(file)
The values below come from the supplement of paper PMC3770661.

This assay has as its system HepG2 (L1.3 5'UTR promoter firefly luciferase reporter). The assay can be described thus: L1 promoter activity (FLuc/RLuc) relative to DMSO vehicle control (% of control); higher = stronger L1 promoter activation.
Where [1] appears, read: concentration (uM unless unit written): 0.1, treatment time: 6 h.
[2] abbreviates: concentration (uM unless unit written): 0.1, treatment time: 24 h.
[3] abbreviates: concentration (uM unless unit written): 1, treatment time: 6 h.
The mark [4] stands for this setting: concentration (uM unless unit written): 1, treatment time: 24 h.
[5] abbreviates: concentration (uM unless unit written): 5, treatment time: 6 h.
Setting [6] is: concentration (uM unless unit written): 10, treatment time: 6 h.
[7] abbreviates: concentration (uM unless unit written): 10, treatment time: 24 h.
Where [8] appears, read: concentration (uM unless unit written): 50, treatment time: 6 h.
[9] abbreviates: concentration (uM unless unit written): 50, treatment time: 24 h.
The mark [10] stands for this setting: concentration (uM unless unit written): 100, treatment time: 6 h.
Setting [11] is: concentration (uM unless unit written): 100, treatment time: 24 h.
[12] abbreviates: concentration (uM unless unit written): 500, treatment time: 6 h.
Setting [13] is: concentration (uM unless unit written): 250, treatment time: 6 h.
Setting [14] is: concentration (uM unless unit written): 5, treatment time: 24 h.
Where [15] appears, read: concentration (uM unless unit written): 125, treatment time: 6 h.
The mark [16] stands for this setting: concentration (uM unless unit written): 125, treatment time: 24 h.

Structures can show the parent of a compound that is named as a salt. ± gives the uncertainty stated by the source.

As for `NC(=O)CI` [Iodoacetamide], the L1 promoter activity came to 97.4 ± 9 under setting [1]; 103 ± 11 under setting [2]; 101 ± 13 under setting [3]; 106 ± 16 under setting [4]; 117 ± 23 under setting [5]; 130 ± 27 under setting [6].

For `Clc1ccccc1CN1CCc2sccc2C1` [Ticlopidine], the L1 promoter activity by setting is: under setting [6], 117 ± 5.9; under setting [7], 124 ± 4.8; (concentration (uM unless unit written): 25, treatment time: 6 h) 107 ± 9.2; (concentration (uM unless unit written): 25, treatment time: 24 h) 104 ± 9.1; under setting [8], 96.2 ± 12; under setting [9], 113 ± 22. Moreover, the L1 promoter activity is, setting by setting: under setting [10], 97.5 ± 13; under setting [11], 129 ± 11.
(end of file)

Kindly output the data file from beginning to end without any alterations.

The values below come from the supplement of paper PMC3770661.

This assay has as its system HepG2 (L1.3 5'UTR promoter firefly luciferase reporter). The assay can be described thus: L1 promoter activity (FLuc/RLuc) relative to DMSO vehicle control (% of control); higher = stronger L1 promoter activation.
Where [1] appears, read: concentration (uM unless unit written): 0.1, treatment time: 6 h.
[2] abbreviates: concentration (uM unless unit written): 0.1, treatment time: 24 h.
[3] abbreviates: concentration (uM unless unit written): 1, treatment time: 6 h.
The mark [4] stands for this setting: concentration (uM unless unit written): 1, treatment time: 24 h.
[5] abbreviates: concentration (uM unless unit written): 5, treatment time: 6 h.
Setting [6] is: concentration (uM unless unit written): 10, treatment time: 6 h.
[7] abbreviates: concentration (uM unless unit written): 10, treatment time: 24 h.
Where [8] appears, read: concentration (uM unless unit written): 50, treatment time: 6 h.
[9] abbreviates: concentration (uM unless unit written): 50, treatment time: 24 h.
The mark [10] stands for this setting: concentration (uM unless unit written): 100, treatment time: 6 h.
Setting [11] is: concentration (uM unless unit written): 100, treatment time: 24 h.
[12] abbreviates: concentration (uM unless unit written): 500, treatment time: 6 h.
Setting [13] is: concentration (uM unless unit written): 250, treatment time: 6 h.
Setting [14] is: concentration (uM unless unit written): 5, treatment time: 24 h.
Where [15] appears, read: concentration (uM unless unit written): 125, treatment time: 6 h.
The mark [16] stands for this setting: concentration (uM unless unit written): 125, treatment time: 24 h.

Structures can show the parent of a compound that is named as a salt. ± gives the uncertainty stated by the source.

As for `NC(=O)CI` [Iodoacetamide], the L1 promoter activity came to 97.4 ± 9 under setting [1]; 103 ± 11 under setting [2]; 101 ± 13 under setting [3]; 106 ± 16 under setting [4]; 117 ± 23 under setting [5]; 130 ± 27 under setting [6].

For `Clc1ccccc1CN1CCc2sccc2C1` [Ticlopidine], the L1 promoter activity by setting is: under setting [6], 117 ± 5.9; under setting [7], 124 ± 4.8; (concentration (uM unless unit written): 25, treatment time: 6 h) 107 ± 9.2; (concentration (uM unless unit written): 25, treatment time: 24 h) 104 ± 9.1; under setting [8], 96.2 ± 12; under setting [9], 113 ± 22. Moreover, the L1 promoter activity is, setting by setting: under setting [10], 97.5 ± 13; under setting [11], 129 ± 11.